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The retreat of liberalism goes on

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As communism seemingly disappeared from view at the end of the 1980s, in a sudden and unexpected blow-out, there was plenty of triumphalism around in the west.The most infamous was perhaps that of Francis Fukuyama, a US state department career man turned historian.He got his publishing break with a book called “The End of History and the Last Man”.The end of communism, he suggested, meant that man’s ideological evolution, the very stuff of history, was over. Western liberalism had won.Nothing seemed to appear on the horizon to challenge its by then unquestioned dominance.
Francis Fukuyama has continued to publish books on the history he thought had ended but his original thesis looks more and more messy the further away we get from the 1990s. Here we are in March 2018 and the retreat of liberalism is pretty much full-on.The authoritarian march of Putin and Xi is matched by their less consequential peers and puppets, men such as Erdogan in Turkey, Assad in Syria, Maduro in Venezuelas.…

Trump's More Than Lewinsky Moment

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It's always a busy time for the Donald.  Today alone he is defending his new tariff system and agreeing to meet North Korean dictator Kim Jong-Un, where they will engage in personal diplomacy since Trump hasn't actually got any advisers who know anything about North Korea.

Despite the shrill insistency of news about Trump, it appears there is still space for porn star Stormy Daniels to keep popping up.  This is the person who Trump's lawyer allegedly paid $130,000 to in order to stop her revealing her liaison with Trump at the height of the 2016 election.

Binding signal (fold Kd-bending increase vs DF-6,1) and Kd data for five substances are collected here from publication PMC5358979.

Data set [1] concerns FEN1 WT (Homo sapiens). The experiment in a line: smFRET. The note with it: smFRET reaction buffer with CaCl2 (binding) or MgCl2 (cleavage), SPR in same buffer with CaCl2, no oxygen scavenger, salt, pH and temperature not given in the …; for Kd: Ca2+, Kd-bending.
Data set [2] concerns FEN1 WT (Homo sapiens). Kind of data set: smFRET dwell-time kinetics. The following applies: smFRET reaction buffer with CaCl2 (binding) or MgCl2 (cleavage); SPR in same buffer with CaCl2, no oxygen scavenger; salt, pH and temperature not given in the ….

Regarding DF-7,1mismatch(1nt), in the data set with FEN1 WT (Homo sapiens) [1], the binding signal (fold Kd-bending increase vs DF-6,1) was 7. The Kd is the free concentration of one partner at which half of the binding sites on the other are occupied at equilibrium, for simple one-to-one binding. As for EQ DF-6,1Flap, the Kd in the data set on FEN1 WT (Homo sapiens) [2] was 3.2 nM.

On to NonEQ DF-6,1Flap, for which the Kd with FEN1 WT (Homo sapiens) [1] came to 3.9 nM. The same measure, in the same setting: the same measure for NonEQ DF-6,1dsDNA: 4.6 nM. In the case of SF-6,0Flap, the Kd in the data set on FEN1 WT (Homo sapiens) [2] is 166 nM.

Republicans and evangelicals, once the very embodiment of moral outrage over Bill Clinton's tawdry affairs, have now accustomed themselves to the ways of the world.  This piece from Eugene Robinson on Real Clear Politics is a clear summary of the Daniels affair, and concludes with this robust, scathing and on point analysis:

"The personal lawyer of the president of the United States, days before the election, pa…

Amidst the turmoil, Trump can count major successes

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From Dan Balz in the Washington Post today, this assessment of the credit side of President Trump's ledger makes for encouraging reading if you're a conservative, and should give you pause for thought if you're a liberal who thought that Trump's bizarre, maverick style might spell his doom:

"That’s not to say the president hasn’t had successes or made progress in changing the course of policy in the aftermath of the administration of President Barack Obama. He signed a huge tax cut. The economy is in good shape, unemployment is at a low level, and the stock market, despite some recent downs and ups, is well above what it was when he came into office. He has changed the enforcement of immigration laws, as he promised during the campaign. He has softened or reduced regulations on businesses. He has facilitated a conservative shift in the makeup of the federal judiciary. He has pulled the United States out of the Paris climate agreement and sought to shift U.S. trade…

Who's voting,for whom and where? US election analysis talk